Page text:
Large numbers of Malaysian voters are still undecided and the elections are too close to call just a day before voting begins, a new survey says.
The survey, released on Friday by the Merdeka Centre, said the upstart opposition led by Anwar Ibrahim looked set to win at least 89 of parliament's 222 seats in Sunday's vote, compared to 85 for the ruling coalition of Najib Raza, the current prime minister.
But the polling organisation added that its analysis of all 222 constituencies indicated another 46 seats were up for grabs, with the final two likely going to independent candidates. At least 112 seats are required to form a government.
"The numbers point to neither side having a clear advantage. Whoever controls the majority of those [undecided] seats will win the country's elections on Sunday," Ibrahim Suffian, the centre's director, told the AFP news agency.
Malaysians have eagerly awaited the election ever since 2008 polls in which a newly united opposition made unprecedented inroads against the once-invincible ruling bloc that has tightly controlled the country since independence.
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The Merdeka Centre also said a survey found that 42 percent of respondents believed the opposition Pakatan Rakyat (People's Pact) alliance "should be given the chance to govern the country", while 41 percent said "only Barisan Nasional can govern".
The rest of those polled were undecided or refused to respond.
However, Ibrahim said Barisan (National Front) still "has the edge" due to structural biases built into the electoral system by Barisan over the decades, and its control of traditional media.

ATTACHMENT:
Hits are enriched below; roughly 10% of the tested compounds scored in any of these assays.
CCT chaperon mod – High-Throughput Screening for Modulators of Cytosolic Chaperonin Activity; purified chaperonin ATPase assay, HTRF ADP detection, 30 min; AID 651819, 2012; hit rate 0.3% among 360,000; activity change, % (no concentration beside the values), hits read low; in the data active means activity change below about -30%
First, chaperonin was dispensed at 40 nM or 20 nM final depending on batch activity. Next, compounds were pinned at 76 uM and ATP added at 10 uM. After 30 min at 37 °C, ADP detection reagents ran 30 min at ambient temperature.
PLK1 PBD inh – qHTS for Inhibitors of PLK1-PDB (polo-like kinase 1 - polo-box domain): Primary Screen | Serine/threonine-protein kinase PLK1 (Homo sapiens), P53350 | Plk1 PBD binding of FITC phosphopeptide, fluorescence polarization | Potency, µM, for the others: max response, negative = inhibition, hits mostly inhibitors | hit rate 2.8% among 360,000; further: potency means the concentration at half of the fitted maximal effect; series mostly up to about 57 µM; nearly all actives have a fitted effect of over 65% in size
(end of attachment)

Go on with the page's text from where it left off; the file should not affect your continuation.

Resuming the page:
Pakatan won 47 percent of the nationwide vote in 2008, but just over a third of parliament.
Columinist Karim Raslan told Al Jazeera from the capital, Kuala Lumpur, that race and religion would play a major part in the elections as both remained "central in the Malaysian public life".
But he also said the governing bloc had trust issues to grapple with.
"There is a very large trust deficit with regard to the institutions of state," said Karim.
"Most people are very doubtful that the Barisan party would ever give up power. In the event that they were to win, there would also be an enormous amount of doubt as to whether or not they won honourably.
"I can't see how he [Najib Razak] is going to prove – should he win by a remarkable majority – that it was honourably done."
The charismatic Anwar was once heir-apparent to Barisan but a 1998 power struggle ended with him jailed for six years on sex charges widely criticised as trumped up by his rival, then-premier Mahathir Mohamad.
Anwar joined the long-hapless opposition after his release in 2004, dramatically reversing its fortunes by uniting its disparate camps.
Amid pressure for reform, Najib has made limited liberalisation gestures and is campaigning on a promise of stability and continued economic growth.
Anwar, meanwhile, is pledging to root out rampant corruption, create a more open democracy and raise incomes.
For the survey, Merdeka Centre polled 1,600 voters between April 28 and May 2.